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In the French suburbs, Big Brother is watching you

Date:
October 26, 2015
Source:
Linköping Universitet
Summary:
Video surveillance, police presence and walls that stop people from socializing in the streets. In France this is reality for the residents of suburbs that are upgraded. New research shows that the people who have been tasked to improve these suburbs see them through their own filter of suspicion.
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Video surveillance, police presence and walls that stop people from socialising in the streets. In France this is reality for the residents of suburbs that are upgraded. In a new thesis, a researcher from LiU shows that the people who have been tasked to improve these suburbs see them through their own filter of suspicion.

In the autumn of 2005 violent riots broke out in the suburbs of Paris after two young people died in a police chase. Since then, similar events have occurred throughout Europe, and in May 2013 there were similar problems in Husby, a Stockholm suburb, after a man was shot dead by a police officer.

"Most researchers agree that riots and confrontations between the police and young people are not solely a result of a rise in juvenile crime," says Christophe Foultier, doctoral student at the Department of Social and Welfare Studies (ISV) at Linköping University.

In his thesis, entitled Regimes of Hospitality, Foultier shows how local development strategies increase isolation and social stigmatisation in vulnerable areas. In the strategies, which can include everything from renovation to employment programmes, he sees a conflict.

"On the one hand, the projects aim to get the residents involved, they try to get them to participate. On the other hand the residents are often viewed with suspicion by the same project. In a sense they are seen as a security threat, and in some cases this determines what gets built."

A result of the conflicting messages is that the residents become sceptical to all the strategies, programmes and projects that try to get them involved. That is, the desire for security contributes to increased isolation and social stigmatisation.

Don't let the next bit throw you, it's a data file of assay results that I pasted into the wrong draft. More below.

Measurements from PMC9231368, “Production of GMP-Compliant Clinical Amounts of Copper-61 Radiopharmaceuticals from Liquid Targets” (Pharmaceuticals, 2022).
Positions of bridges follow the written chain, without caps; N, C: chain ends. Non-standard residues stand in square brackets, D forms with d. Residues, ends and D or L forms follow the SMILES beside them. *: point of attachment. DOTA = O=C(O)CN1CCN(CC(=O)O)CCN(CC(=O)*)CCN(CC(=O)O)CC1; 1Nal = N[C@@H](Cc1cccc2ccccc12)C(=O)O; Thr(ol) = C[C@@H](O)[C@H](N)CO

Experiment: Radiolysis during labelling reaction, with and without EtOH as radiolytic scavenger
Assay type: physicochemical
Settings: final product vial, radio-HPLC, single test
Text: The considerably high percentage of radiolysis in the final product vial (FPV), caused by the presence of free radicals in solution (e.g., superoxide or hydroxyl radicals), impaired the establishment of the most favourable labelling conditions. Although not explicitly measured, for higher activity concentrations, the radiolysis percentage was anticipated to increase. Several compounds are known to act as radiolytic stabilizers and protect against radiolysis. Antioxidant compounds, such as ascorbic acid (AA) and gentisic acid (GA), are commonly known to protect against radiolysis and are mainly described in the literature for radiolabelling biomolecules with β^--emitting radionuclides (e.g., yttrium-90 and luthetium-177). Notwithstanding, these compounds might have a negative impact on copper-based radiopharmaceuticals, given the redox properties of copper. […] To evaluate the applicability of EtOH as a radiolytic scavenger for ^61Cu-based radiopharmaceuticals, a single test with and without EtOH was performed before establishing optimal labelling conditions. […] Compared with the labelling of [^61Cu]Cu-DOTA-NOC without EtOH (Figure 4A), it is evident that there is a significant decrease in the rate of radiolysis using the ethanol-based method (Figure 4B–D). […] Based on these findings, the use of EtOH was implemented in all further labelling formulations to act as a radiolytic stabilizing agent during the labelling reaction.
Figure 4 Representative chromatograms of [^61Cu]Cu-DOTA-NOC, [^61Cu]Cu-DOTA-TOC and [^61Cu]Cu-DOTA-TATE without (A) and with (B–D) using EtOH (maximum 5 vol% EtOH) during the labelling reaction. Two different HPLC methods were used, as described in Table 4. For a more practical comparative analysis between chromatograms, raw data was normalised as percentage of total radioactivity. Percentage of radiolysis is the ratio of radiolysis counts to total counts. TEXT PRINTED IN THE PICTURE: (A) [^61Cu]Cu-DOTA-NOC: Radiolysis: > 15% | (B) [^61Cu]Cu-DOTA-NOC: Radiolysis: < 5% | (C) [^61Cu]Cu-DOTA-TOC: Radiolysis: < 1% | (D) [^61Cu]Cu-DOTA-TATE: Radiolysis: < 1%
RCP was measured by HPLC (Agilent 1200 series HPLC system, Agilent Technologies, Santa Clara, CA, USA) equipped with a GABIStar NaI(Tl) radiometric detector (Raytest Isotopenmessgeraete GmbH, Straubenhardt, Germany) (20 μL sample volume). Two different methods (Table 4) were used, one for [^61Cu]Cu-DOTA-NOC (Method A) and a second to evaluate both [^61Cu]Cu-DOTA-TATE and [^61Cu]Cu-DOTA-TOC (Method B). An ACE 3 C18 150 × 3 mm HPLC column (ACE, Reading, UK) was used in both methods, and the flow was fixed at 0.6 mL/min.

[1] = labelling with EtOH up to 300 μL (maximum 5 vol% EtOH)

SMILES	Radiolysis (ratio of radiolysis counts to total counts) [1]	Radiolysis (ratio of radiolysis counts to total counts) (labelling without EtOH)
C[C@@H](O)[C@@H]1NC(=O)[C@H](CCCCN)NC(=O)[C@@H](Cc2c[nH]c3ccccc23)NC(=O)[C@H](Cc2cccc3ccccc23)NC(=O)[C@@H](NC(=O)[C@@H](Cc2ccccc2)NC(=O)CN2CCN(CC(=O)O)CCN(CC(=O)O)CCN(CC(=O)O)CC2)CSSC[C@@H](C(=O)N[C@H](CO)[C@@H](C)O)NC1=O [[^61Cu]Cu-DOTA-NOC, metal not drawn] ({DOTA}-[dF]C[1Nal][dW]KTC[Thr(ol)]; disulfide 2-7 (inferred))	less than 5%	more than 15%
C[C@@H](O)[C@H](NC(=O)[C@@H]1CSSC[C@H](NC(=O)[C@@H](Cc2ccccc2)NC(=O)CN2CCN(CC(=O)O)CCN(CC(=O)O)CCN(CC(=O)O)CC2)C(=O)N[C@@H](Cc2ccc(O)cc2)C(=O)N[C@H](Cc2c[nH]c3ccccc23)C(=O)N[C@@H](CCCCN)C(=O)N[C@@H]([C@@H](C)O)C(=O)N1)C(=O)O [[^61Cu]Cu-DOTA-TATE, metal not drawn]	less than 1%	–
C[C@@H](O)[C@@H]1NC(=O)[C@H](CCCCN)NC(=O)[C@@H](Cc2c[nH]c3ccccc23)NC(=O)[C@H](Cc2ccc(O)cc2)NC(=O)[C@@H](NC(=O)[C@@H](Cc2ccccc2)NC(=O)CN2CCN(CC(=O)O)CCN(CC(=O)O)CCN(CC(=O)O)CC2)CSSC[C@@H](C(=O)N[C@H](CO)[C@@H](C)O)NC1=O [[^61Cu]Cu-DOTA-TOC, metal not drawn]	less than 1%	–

Before Christophe Foultier started his doctorate he participated as a sociologist in a project to upgrade a Parisian suburb. At close range he saw how the needs of the residents were deprioritised in favour of other interests. For instance, 40 per cent of the residents were children -- but those in charge didn't want to build playgrounds. This aroused his interest in researching the issue.

Foultier investigated how local development strategies affect residents in two suburbs outside Paris, Le Franc-Moisin-Bel-Air and Les Cinq Quartiers. He saw that local politicians, housing companies and other local stakeholders built a society according to their own images of threat and security -- an image often founded on racist preconceptions. As a result, the residents' home environment features video surveillance of public spaces, digital locks, magnetic locks, police and fences and walls that prevent people from gathering. What security means to the people who live there is not a consideration.

"I interpret it as a question of power and a way to control the suburbs. Academics as well as politicians need to listen to this knowledge, because our suburbs are in a state of crisis -- both in France and in Sweden.

In a new project, Christophe Foultier is going to investigate how local development strategies, and how they affect two Swedish suburbs. This will then be compared with the French examples.


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Materials provided by Linköping Universitet. Note: Content may be edited for style and length.


Cite This Page:

Linköping Universitet. "In the French suburbs, Big Brother is watching you." ScienceDaily. ScienceDaily, 26 October 2015. <www.sciencedaily.com/releases/2015/10/151026140326.htm>.
Linköping Universitet. (2015, October 26). In the French suburbs, Big Brother is watching you. ScienceDaily. Retrieved May 23, 2017 from www.sciencedaily.com/releases/2015/10/151026140326.htm
Linköping Universitet. "In the French suburbs, Big Brother is watching you." ScienceDaily. www.sciencedaily.com/releases/2015/10/151026140326.htm (accessed May 23, 2017).

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